What are some ways to reduce food loss and waste?

The best approach to reducing food loss and waste is not to create it in the first place. Waste can be avoided by improving product development, storage, shopping/ordering, marketing, labeling, and cooking methods. If excess food is unavoidable, recover it to donate to hunger-relief organizations so that they can feed people in need. Inedible food can be recycled into other products such as animal feed, compost and worm castings, bioenergy, bioplastics and clothing.

USDA and EPA created the food recovery hierarchy to show the most effective ways to address food waste.

Food Recovery Hierarchy graphic

For more on the hierarchy, visit .

What is the U.S. Food Loss and Waste 2030 Champion program?

Launched by USDA and EPA in 2016, U.S. Food Loss and Waste 2030 Champions are businesses and organizations that have made a public commitment to reduce food loss and waste in their own operations in the United States by 50 percent by the year 2030. Note: The U.S. Food Waste Challenge group has been retired. Companies and organizations that had joined the Food Waste Challenge are encouraged to become U.S. Food Loss and Waste 2030 Champions.

How does a company become a U.S. Food Loss and Waste 2030 Champion?

To join the U.S. Food Loss and Waste 2030 Champions, organizations complete and submit the 2030 Champions form (PDF, 264 KB), in which they commit to reduce food loss and waste in their own operations and periodically report their progress on their website.

Does USDA or EPA verify the Champions’ food loss and waste reduction estimates?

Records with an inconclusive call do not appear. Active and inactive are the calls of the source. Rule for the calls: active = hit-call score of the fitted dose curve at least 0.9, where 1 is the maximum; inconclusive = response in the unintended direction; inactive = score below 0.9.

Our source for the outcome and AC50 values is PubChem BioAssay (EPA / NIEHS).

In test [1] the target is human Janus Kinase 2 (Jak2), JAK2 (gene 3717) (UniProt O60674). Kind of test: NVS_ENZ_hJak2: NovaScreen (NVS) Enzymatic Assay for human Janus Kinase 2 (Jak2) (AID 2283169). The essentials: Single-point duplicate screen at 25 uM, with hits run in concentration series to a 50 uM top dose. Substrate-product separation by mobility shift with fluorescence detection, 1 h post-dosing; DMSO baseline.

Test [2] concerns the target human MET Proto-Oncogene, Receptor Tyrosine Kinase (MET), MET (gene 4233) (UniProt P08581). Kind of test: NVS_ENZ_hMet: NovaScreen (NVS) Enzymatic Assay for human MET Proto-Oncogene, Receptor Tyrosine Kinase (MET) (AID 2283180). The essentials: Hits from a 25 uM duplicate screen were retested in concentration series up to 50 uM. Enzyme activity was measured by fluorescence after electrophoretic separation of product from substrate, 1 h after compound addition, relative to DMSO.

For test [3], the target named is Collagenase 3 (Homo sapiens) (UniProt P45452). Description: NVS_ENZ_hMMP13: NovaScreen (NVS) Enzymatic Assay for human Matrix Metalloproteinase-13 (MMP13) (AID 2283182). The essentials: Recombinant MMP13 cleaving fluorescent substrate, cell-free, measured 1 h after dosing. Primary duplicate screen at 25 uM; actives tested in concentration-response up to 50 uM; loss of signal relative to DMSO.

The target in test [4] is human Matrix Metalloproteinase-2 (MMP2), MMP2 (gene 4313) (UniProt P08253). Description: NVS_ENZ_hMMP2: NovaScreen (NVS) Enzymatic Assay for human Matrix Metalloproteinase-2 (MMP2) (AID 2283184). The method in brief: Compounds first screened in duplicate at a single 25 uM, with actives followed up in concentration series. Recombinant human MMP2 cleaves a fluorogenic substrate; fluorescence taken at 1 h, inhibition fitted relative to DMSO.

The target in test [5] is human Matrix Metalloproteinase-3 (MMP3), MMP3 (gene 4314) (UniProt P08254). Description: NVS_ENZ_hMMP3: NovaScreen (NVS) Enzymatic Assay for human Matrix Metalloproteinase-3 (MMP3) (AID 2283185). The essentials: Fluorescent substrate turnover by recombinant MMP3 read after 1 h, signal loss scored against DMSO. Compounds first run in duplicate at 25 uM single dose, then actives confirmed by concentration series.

The exact definition of food loss and waste could vary by country, business and consumer. U.S. Food Loss and Waste 2030 Champions are encouraged to consult the for information on defining and transparently measuring food loss and waste. It is at the Champion’s discretion whether to calculate the 50 percent reduction on an absolute or per customer/consumer basis.

What is the EPA's Food Recovery Challenge?

offers participants access to data management software and technical assistance to help them quantify and improve their sustainable food management practices. Participants enter goals and report food waste diversion data annually into EPA’s data management system. They then receive an annual climate profile report that translates their food diversion data results into greenhouse gas reductions as well as other measures such as “cars off the road” to help participants communicate the benefits of activities implemented. EPA provides on-going technical assistance to EPA’s Food Recovery Challenge participants to encourage continuous improvement.

Businesses that are not ready to make the 50-percent reduction commitment but are engaged in efforts to reduce food loss and waste in their operations can be recognized for their efforts by joining the Food Recovery Challenge.

U.S. Food Loss and Waste 2030 Champions can also join to access technical assistance for measuring food waste and assessing the positive environmental benefits of waste reduction.